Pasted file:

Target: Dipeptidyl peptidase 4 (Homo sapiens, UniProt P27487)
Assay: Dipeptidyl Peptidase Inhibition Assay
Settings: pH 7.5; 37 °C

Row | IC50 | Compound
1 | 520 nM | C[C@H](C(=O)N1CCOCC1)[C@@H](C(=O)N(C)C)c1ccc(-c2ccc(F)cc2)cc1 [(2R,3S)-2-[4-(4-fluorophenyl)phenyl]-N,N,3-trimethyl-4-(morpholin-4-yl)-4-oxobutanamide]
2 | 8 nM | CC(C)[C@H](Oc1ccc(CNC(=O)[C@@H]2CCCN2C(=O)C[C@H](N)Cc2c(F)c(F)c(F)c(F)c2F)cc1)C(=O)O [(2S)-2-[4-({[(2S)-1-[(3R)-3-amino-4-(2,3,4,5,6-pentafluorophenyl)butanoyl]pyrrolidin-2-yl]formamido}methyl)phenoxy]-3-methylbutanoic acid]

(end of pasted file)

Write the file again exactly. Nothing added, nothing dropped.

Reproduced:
Target: Dipeptidyl peptidase 4 (Homo sapiens, UniProt P27487)
Assay: Dipeptidyl Peptidase Inhibition Assay
Settings: pH 7.5; 37 °C

Row | IC50 | Compound
1 | 520 nM | C[C@H](C(=O)N1CCOCC1)[C@@H](C(=O)N(C)C)c1ccc(-c2ccc(F)cc2)cc1 [(2R,3S)-2-[4-(4-fluorophenyl)phenyl]-N,N,3-trimethyl-4-(morpholin-4-yl)-4-oxobutanamide]
2 | 8 nM | CC(C)[C@H](Oc1ccc(CNC(=O)[C@@H]2CCCN2C(=O)C[C@H](N)Cc2c(F)c(F)c(F)c(F)c2F)cc1)C(=O)O [(2S)-2-[4-({[(2S)-1-[(3R)-3-amino-4-(2,3,4,5,6-pentafluorophenyl)butanoyl]pyrrolidin-2-yl]formamido}methyl)phenoxy]-3-methylbutanoic acid]